Why invest in the edge ecosystem

One of the most compelling reasons Cole has seen people invest in the edge is because once you switch to the edge, you never want to go back to the old way of connecting. Of course, there is always risk involved in investing in hardware, and building out the network is challenging, but the use cases Vapor  IO has put forward are making the prospect of investing much more enticing. 

For Vapor, the first big leap of faith came from Crown Castle, which was willing to partner and use their fiber network in Vapor’s strategy and build something together. 

“[Crown Castle] was the first real ecosystem player. That was the first company that had incumbent carriers, sticky hardware with towers and base stations and fiber sitting on their land. And it was the first company that we had actually gotten a hold of, or rather had gotten ahold of us and said, ‘We have this thesis on Edge, you have this thesis on edge, it lines up, let’s go build it.”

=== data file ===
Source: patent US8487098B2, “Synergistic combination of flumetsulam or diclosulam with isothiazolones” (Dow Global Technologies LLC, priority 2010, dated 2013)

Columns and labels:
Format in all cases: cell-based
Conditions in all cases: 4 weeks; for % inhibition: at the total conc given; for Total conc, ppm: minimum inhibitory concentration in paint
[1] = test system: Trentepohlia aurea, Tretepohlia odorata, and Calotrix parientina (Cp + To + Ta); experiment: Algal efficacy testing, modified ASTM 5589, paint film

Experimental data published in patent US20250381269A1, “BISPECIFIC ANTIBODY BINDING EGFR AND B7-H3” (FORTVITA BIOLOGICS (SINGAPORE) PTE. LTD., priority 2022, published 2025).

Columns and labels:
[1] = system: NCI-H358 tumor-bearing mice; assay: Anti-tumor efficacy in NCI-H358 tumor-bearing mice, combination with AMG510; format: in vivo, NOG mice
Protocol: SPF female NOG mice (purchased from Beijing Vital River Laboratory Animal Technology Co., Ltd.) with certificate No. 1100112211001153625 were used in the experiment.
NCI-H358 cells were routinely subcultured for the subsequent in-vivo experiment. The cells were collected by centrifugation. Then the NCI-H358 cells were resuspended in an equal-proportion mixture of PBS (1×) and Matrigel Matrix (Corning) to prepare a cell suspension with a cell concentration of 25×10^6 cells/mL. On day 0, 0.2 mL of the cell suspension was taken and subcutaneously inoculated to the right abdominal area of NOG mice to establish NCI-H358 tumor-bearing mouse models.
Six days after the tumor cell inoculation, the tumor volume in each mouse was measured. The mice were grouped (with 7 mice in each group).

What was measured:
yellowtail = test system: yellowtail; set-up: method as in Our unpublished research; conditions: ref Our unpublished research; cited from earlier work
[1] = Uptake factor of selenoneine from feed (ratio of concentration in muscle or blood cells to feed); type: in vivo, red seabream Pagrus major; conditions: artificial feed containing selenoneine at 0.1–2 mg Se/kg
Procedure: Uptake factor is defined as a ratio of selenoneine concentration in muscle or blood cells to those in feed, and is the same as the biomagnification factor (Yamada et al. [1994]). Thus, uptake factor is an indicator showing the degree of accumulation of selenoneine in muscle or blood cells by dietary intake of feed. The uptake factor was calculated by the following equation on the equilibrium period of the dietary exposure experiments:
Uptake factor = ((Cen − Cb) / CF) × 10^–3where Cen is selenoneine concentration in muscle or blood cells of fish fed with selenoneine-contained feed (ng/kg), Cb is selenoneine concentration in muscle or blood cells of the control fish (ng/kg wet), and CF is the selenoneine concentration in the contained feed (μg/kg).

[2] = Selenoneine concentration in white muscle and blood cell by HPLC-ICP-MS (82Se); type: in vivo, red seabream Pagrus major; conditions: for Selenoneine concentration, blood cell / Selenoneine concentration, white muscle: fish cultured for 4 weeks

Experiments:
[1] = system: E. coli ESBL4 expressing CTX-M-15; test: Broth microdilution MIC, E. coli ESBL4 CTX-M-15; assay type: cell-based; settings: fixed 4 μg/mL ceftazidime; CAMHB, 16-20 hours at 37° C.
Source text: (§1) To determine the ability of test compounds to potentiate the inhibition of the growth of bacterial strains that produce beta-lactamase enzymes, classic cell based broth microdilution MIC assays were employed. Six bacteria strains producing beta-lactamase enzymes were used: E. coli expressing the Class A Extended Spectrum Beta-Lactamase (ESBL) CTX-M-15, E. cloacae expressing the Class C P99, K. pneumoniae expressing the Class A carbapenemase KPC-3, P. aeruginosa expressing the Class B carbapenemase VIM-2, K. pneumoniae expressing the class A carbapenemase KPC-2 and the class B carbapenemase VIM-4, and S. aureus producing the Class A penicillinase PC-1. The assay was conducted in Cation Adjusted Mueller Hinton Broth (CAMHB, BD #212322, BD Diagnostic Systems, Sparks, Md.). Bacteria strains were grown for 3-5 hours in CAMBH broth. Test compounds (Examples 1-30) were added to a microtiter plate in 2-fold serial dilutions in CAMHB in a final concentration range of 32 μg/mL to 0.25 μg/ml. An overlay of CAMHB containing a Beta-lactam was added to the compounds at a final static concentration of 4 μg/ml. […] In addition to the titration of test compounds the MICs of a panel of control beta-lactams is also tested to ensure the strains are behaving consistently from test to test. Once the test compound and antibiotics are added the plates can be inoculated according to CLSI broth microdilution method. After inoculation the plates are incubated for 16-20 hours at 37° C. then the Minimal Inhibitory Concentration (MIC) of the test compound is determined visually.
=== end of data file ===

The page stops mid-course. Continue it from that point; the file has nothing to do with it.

The future of the edge

As technology has shifted from data centers to the cloud, to hybrid and multi-cloud systems, the need to connect faster and across locations has only increased. Therefore, the need for the edge is becoming more necessary. Vapor is currently in seven cities in the U.S., but Cole believes with the expansion they have planned, there will soon be a paradigm shift in what is possible for the architecture of applications. 

“That’s why CEO’s and CTO should be paying attention to the edge. This is not in 2015 when it could have been an if…. ‘if’ is no longer a factor. I think edge has become a thing. I think there are lots of lots of investment into it and I wouldn’t even say that ‘when’ is really a thing. It’s ‘how soon?’ And I believe that if you’re not at the dinner table, you’re on the dinner table”



Episode 128